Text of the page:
“It was a pretty tough race from the start,” Larson said. “Obviously, Kevin and I had our issue there down the backstretch, just racing hard, side drafting each other for a few laps. I think he came down to maybe side draft down me, got in my right rear, it spun him pretty quick.”
Larson thought Harvick would be mad at him, even though Larson knew he wasn’t at fault. But Larson “was able to chill out some” after being told Harvick was taking the blame.
Larson went on to finish sixth in the Stage 1 and eighth in Stage 2.
But Larson had to pit a second time during the Stage 2 caution for a vibration, giving up eighth place.
“I haven’t exactly seen what broke,” Larson said. “Sounded like brake duct or something fell in between the wheel. Yeah, I don’t know if that was something the pit crew guys hit and broke or whatever. I’m just glad I could feel it under that caution and was able to pit. That would have ruined our day, had I not.”
After fighting back to race among the leaders, Larson passed Kyle Busch for second with 19 laps to go. But Truex was roughly six seconds ahead.
“It was good to get all the way to second,” Larson said. “Would have liked to be one spot better, but we couldn’t even see Martin.”
Larson has finished in the top three in three of his five starts at Auto Club Speedway.
Larson has three top 10s and two top fives through five races. He is seventh in the points heading to Martinsville Speedway.
The No. 42 has been one of the few Chevrolet teams to consistently run up front with the new Camaro body since the Daytona 500. He was one of three Chevy drivers to finish in the top 10. Jimmie Johnson placed ninth and Austin Dillon finished 10th.
“It’s nothing I’ve found,” Larson said of the new body. “Our race team has a lot of smart people within our organization. Any time we had a rules change over the last three or four years, the one‑off weekends like Darlington or Michigan, our team would do a good job, we’d be fast those weekends.
“I think they just did a lot of homework on this new car. For whatever reason, we seem to be a little bit better than the other Chevy teams, which we were kind of last year, too.”
Larson was the only Chevrolet driver to win more than three races last season.
“I’ve been happy to see how we’ve started so far,” Larson said. “But we still have a little ways to go to win.”
Is a future Daytona 500 winner competing in a sim race today having yet to drive a real race car?
For as far-fetched as it might seem, it was only five years ago that William Byron — his skills honed online in iRacing events — started driving a Legends car.
Although many of his competitors began racing by the time they were 7 years old (Byron was 15), Byron already has an Xfinity championship and won rookie of the year in the NASCAR K&N Pro Series East, Camping World Truck and Xfinity Series in each of the past three seasons.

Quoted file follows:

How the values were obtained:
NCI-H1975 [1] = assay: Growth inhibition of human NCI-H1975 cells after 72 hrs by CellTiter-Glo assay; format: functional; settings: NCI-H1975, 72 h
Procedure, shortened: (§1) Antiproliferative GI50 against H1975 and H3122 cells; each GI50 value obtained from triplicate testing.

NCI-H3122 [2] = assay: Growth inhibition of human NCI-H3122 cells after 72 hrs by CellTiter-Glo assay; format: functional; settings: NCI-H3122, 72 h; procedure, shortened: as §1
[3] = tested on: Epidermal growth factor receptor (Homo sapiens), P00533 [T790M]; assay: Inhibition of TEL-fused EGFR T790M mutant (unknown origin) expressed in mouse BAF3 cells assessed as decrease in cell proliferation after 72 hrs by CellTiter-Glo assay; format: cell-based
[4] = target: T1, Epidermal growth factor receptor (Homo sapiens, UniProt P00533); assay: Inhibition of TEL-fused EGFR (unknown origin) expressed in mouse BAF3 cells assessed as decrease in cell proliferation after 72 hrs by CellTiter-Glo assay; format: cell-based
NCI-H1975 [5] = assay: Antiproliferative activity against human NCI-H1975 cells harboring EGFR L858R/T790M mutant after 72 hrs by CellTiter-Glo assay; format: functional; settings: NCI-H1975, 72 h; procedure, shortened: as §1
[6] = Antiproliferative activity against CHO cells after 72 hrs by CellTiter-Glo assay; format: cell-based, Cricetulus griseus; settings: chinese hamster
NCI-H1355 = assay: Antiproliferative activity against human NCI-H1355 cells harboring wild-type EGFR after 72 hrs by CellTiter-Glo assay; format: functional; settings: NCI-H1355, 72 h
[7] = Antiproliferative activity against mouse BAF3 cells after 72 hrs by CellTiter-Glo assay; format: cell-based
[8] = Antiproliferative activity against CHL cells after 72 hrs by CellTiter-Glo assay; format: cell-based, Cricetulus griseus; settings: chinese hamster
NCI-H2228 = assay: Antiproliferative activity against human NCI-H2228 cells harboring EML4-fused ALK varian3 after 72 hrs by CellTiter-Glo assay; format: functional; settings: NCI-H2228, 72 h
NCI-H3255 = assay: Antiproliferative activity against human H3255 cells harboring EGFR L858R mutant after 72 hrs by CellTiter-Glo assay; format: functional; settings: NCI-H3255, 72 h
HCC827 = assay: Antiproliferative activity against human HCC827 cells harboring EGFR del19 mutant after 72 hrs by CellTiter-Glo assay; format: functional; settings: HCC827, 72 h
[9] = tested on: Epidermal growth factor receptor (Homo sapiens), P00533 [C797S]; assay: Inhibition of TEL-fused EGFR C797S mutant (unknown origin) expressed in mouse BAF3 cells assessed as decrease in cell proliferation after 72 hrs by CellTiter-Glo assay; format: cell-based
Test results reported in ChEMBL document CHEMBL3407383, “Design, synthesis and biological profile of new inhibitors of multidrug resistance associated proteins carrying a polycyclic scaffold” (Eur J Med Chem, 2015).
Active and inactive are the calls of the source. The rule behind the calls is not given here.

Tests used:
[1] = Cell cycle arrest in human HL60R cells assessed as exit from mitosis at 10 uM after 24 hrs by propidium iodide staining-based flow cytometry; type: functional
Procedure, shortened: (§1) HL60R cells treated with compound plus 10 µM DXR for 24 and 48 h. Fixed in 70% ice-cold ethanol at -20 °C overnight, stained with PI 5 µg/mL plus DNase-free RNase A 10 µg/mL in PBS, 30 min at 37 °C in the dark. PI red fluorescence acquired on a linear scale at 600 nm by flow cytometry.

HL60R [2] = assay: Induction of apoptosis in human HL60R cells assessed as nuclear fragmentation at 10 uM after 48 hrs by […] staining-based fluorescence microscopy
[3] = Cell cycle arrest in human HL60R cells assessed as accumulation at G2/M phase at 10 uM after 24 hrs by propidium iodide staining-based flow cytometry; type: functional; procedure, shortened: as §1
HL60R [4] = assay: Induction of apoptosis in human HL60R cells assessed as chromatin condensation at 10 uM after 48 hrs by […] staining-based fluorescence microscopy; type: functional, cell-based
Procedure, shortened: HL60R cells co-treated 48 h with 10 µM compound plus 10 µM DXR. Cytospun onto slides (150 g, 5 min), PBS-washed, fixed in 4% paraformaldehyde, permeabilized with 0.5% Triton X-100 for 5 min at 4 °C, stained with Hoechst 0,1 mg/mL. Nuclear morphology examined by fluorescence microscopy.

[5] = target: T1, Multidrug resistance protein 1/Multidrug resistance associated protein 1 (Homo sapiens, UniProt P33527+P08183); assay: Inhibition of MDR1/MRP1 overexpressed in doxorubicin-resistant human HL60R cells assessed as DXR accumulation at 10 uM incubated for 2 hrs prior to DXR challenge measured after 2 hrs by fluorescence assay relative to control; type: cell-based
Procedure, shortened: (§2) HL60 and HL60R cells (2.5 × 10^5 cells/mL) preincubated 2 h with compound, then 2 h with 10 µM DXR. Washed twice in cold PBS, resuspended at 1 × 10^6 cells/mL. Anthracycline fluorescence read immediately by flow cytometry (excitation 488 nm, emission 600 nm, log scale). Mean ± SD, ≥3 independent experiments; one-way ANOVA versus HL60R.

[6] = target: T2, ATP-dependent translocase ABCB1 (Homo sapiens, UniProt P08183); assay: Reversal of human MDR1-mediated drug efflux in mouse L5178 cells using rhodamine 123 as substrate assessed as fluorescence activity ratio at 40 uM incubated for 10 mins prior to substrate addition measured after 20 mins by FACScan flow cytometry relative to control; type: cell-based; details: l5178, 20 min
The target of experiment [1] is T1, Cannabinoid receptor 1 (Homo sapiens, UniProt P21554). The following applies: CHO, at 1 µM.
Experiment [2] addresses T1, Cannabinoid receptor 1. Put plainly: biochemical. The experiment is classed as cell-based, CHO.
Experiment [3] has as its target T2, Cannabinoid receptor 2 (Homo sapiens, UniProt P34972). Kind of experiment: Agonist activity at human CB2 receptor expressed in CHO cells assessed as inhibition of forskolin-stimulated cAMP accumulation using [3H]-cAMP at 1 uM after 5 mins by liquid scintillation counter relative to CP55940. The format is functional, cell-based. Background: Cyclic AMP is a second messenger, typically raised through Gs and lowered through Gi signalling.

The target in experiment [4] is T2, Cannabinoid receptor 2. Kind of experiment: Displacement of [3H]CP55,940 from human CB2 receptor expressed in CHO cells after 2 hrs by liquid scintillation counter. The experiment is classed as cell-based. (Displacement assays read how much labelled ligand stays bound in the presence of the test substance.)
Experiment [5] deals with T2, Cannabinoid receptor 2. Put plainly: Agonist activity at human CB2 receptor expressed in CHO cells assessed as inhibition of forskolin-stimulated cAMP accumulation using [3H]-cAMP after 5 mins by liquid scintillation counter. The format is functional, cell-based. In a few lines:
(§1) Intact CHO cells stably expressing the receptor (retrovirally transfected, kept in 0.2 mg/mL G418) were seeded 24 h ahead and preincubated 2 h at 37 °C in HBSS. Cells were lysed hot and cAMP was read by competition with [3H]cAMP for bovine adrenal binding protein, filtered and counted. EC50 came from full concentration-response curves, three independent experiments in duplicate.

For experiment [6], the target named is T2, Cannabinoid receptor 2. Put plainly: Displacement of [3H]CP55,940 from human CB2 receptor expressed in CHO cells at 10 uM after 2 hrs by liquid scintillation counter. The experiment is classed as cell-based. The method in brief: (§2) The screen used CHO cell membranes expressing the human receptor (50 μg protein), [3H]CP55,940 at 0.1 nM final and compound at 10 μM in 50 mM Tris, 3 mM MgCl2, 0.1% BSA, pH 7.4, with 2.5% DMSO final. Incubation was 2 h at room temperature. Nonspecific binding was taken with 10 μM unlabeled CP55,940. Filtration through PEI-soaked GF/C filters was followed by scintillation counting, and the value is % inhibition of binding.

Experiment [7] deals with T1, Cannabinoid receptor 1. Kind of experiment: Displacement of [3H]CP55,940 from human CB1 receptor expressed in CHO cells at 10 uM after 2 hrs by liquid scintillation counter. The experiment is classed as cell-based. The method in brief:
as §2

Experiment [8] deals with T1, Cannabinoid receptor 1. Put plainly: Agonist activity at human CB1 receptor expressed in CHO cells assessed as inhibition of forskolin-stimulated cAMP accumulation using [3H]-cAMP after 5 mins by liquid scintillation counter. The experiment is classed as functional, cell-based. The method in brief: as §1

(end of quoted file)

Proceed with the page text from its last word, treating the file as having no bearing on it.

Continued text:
Now the 20-year-old drives the iconic No. 24 Chevrolet for Hendrick Motorsports. Some suggest Byron will win a Cup race this year as a rookie.
Byron’s rise leads to the question: Is he the exception or the start of a trend as simulation racing and eSports become more popular to a younger generation?
If Byron succeeds, the search will be on to find someone like him. While many children start racing in karting, Banderlos or quarter midgets, many can’t because their families do not have the means or expertise to compete.
Byron didn’t come from a racing family, so he raced on a computer instead of track as a child.
“iRacing was my chance to really see if I had any ability to drive a car,’’ Byron told NBC Sports. “I think from that standpoint it’s a great starter for understanding if you do have some ability and seeing if that can translate.’’
While he admits not everything transferred from the computer to a car, the hours spent racing online helped.
“The biggest thing was learning the restarts and learning being side by side, setting up passes – the technical things that you figure out in a race car, I could figure out on the sim and put that in the race car,’’ Byron said. “Driving on the track by myself, that was natural. But the race craft from iRacing was something that I think helped me get farther ahead quicker.”
In the search for the next great driver, at what point does it make sense for teams or manufacturers to create an iRacing league for specific age groups to see who might have potential similar to Byron and put them in a car to see if their skills carry over?
“That is something that is of interest and something we’ve spent some time on,’’ Jack Irving, director of team and support services for Toyota Racing Development, told NBC Sports. “It’s definitely non-traditional. I think that is evolving, the better the physics are, the better that iRacing becomes and even the home units.
“By no means do we discount iRacing. I think it’s as important as any other form of working out or going to the gym. Obviously, racing is racing, so being put against a bunch of kids on the track, competing against each other, tells you a lot and the ups and downs of it are real. You can’t reset a race track. If you go hit a wall, you’ve got to deal with the feelings of that after.